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genotype 1b what is the  side effect if i drink alcohol with the treatment?
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619345 tn?1310341421
Well How much alcohol do you plan on drinking?  like only once or some every day ?? Have you done it already?  Do you get drunk easier on tx  Seems kinda dumb to drink and tx but I am sure some people do it  hope some one comes on with some statistics but I have never seen any  but if you fail tx you will most likely feel like if you didn't drink maybe you would have been successful?

your body

Helpful - 0
1130586 tn?1316266292
Did you ask your Doc ? If you did you'd already know the answer ...

Drinking at all , is a big No No while on Tx ... it used to be recommended to stop drinking at least 6 months before starting Tx .. with the new PI's not sure about this ...

There is plenty of Data supporting this subject here in this forum and online .. just use the search feature & look in this forum and around the internet.

Alcohol increases/speeds up viral replication .. hard on the liver too .. the last thing you want.

Or , ask your Doc, no one in this forum is a doctor .....
Helpful - 0
979080 tn?1323433639
There is a study done in Switzerland on treating previous alcoholics.
I believe they compared those who stopped during tx and those who continued.
Don`t have it handy right now if I find again I will post it.

Helpful - 0
979080 tn?1323433639
Treatment outcome in relation to alcohol consumption during hepatitis C therapy: an analysis of the Swiss Hepatitis C Cohort Study.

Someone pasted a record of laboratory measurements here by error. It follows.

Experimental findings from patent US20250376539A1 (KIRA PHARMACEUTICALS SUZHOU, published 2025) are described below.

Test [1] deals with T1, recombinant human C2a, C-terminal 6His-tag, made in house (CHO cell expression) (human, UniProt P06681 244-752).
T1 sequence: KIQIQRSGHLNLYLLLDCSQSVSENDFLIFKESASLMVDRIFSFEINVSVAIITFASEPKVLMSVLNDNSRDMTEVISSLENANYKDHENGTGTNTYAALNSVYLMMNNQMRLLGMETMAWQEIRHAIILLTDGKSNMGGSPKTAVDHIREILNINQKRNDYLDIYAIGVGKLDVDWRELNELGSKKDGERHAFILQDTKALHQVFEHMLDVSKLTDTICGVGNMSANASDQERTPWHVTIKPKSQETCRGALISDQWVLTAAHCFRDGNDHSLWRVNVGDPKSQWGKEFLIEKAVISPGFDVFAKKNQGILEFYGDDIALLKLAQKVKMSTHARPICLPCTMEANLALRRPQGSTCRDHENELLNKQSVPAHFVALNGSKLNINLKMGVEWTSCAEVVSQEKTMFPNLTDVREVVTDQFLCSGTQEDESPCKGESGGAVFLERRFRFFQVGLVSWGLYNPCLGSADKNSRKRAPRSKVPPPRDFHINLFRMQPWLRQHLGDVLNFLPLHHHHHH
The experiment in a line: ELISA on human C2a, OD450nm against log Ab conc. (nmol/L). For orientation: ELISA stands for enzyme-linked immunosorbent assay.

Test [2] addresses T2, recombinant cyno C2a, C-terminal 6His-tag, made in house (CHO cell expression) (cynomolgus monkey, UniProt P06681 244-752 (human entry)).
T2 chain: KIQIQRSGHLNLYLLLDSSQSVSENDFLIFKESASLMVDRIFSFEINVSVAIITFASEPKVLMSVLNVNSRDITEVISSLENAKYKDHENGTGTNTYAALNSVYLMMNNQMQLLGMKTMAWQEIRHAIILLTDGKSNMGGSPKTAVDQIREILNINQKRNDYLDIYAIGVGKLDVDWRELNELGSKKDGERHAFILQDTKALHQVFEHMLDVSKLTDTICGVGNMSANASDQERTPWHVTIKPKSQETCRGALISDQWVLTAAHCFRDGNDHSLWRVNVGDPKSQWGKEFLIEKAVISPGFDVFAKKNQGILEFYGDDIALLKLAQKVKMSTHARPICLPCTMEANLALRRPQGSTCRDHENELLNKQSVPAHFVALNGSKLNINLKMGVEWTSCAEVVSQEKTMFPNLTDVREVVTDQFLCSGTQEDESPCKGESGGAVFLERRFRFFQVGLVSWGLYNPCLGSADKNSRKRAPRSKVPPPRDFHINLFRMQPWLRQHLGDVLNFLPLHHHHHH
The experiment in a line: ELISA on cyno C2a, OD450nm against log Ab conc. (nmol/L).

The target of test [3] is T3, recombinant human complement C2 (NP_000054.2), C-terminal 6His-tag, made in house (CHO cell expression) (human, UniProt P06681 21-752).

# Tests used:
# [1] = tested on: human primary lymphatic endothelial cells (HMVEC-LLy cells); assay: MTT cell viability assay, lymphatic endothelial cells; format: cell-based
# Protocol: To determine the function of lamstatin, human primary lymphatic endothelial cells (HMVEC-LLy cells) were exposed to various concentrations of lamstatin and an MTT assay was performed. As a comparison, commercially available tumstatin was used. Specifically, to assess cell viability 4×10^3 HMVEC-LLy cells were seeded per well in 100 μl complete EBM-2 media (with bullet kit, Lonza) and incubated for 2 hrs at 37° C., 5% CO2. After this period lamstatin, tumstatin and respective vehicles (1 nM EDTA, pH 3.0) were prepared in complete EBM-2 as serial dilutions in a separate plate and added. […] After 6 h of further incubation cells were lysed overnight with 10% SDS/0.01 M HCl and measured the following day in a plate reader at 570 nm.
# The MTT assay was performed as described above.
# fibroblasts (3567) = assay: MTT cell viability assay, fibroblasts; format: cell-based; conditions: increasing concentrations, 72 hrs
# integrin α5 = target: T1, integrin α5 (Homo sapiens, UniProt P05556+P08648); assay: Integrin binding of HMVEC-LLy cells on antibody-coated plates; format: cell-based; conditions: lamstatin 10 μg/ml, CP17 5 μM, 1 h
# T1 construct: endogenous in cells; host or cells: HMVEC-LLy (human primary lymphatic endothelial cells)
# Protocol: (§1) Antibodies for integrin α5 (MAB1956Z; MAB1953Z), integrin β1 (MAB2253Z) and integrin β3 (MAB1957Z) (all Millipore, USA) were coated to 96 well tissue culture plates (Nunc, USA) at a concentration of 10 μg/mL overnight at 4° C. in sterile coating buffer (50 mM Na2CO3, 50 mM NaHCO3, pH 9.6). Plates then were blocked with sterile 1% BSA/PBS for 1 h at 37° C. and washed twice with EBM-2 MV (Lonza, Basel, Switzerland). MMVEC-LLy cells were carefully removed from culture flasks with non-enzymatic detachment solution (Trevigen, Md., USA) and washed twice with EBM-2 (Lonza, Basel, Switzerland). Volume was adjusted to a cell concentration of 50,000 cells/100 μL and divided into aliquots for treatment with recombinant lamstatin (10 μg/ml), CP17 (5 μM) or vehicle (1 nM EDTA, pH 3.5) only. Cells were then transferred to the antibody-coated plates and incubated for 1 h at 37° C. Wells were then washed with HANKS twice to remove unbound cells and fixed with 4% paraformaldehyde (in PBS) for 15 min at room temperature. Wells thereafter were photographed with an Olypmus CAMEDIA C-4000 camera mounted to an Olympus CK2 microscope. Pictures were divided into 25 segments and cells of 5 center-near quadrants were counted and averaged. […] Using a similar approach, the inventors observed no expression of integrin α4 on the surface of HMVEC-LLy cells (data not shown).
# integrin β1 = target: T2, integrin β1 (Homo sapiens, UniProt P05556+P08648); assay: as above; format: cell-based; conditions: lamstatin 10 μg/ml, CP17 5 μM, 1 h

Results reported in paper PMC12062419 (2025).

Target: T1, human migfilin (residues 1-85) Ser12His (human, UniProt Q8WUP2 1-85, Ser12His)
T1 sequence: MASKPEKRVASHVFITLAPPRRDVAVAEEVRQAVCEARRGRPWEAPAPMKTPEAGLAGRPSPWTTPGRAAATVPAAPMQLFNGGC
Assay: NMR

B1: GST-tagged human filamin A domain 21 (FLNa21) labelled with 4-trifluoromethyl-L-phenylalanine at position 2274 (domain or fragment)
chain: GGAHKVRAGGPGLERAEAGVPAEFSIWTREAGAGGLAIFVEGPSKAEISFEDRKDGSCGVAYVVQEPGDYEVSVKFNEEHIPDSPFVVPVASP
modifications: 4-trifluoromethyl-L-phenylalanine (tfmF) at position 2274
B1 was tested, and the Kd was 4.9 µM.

Bruggmann P, Dampz M, Gerlach T, Kravecz L, Falcato L.
SourceARUD Zurich, Konradstr. 32, 8005 Zurich, Switzerland. [email protected]

BACKGROUND: Adherence to hepatitis C treatment is influenced by alcohol as is the action of interferon; yet the clinical significance of the latter remains unclear. The aim of our study was to investigate the influence of ongoing alcohol intake on sustained viral response (SVR) rates in adherent patients receiving hepatitis C treatment.

METHODS: A retrospective analysis of patients treated with antiviral therapy for hepatitis C infection who were enrolled in the Swiss Hepatitis C Cohort Study was completed. Patients were eligible for the study if they had their HCV RNA tested 6 months following treatment completion and at least one cohort follow-up visit during HCV therapy, documenting the consumed amount of alcohol. They were assigned to three groups according to the amount of alcohol consumption: group A without alcohol consumption, group B 24 g/d alcohol.

RESULTS: 554 patients were included. Patients with at least 80% of the scheduled cumulative dose and duration did not significantly differ between the three groups. SVR rates according to alcohol consumption were 60% for non-drinkers (group A), 57% in group B and 50% in group C. No significant negative influence from alcohol consumption during therapy was observed in the multiple regression analysis for treatment success.

CONCLUSION: In this evaluation, we demonstrated comparable SVR rates in non-drinkers and in patients with daily amounts of alcohol intake up to 24 g during hepatitis C therapy.

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